Weakly-Supervised Video Visual Knowledge Learning
Room 2408 (Lifts 17-18), 2/F Academic Building, HKUST

Thesis Examination Committee

Prof Qian LIU,  IEDA/HKUST (Chairperson)
Prof Dit Yan YEUNG, ECE/HKUST (Thesis Supervisor)
Prof Changwen CHEN, School of Science and Engineering, Chinese University of Hong Kong (Shenzhen) (External Examiner)
Prof Shaojie SHEN, ECE/HKUST



Learning video visual representation for detection has emerged as one of the fundamental problems toward general video understanding. It requires rich knowledge for spatial and/or temporal localization, however, manually collecting fully-supervised annotations is extremely expensive and not scalable. This thesis has made progress toward effectively employing weakly labeled data in learning video representations for detection tasks. Specifically, we focus on video object detection with human action descriptions, and temporal action detection with video-level action categories.
For the weakly-supervised video object detection task, we propose a temporal dynamic graph long short-term memory network. It enables global temporal reasoning by constructing a dynamic graph that is based on temporal correlations of object proposals and spans the entire video. It significantly alleviates the missing label issue for each individual frame by transferring knowledge across correlated objects proposals in the whole video. Extensive evaluations on a large-scale daily-life action dataset demonstrates the superiority of our proposed method.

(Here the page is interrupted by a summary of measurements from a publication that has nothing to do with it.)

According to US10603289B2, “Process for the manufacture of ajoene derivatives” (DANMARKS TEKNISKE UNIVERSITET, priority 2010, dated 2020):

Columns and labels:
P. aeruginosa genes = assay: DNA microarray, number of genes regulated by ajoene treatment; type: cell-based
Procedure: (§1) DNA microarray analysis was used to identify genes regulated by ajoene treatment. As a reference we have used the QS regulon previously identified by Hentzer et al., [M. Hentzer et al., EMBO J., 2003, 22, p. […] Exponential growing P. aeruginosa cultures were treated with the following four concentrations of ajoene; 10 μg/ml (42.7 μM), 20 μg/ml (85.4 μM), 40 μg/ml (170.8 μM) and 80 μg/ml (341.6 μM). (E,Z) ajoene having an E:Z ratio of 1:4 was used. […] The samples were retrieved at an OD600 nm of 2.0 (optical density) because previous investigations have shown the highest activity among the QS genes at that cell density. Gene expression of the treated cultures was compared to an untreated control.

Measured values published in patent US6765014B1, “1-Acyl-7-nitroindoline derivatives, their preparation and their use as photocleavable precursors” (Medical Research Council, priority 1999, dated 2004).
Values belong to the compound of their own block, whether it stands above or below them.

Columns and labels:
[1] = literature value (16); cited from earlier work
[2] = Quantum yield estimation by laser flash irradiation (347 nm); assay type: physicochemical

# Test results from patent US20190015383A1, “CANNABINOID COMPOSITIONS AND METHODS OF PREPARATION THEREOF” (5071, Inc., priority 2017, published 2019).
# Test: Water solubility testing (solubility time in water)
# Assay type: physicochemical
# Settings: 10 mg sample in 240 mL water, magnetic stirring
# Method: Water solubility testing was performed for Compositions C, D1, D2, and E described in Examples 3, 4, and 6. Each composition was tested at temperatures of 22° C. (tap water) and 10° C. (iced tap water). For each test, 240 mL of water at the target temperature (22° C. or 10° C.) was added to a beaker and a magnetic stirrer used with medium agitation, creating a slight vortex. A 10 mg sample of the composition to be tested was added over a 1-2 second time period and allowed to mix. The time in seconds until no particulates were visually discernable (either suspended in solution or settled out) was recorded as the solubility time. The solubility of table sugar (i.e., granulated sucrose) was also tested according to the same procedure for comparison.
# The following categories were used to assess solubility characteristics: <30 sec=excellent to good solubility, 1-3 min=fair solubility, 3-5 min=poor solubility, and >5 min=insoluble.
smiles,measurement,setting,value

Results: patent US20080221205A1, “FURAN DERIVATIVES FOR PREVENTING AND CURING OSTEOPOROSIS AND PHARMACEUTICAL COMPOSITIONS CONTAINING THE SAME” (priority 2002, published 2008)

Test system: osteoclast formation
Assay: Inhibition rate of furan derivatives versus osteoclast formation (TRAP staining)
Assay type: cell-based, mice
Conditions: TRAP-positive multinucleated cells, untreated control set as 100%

For the weakly-supervised temporal action detection task, we propose three different approaches. (1) We propose an end-to-end framework to simultaneously update feature representation for classification and generate temporal proposals with gated recurrent unit for detection.  (2) We propose a novel structure-and-relation network, which includes a local structure module to leverage the context information for improving localization, and a global relation module to process all instances simultaneously through exploiting their interactions. These modules are integrated from a probabilistic perspective and can be learned in an end-to-end fashion. (3) We propose a marginalized dropout attention (MDA) mechanism for video feature aggregation, in order to learn more accurate action probability for each frame from classification network. The MDA module is performed as a structural regularization, alleviating an existing problem of only attending on the most salient frames. Our proposed methods outperform the previous weakly-supervised approaches on several challenging video benchmarks.

Room 2408 (Lifts 17-18), 2/F Academic Building, HKUST
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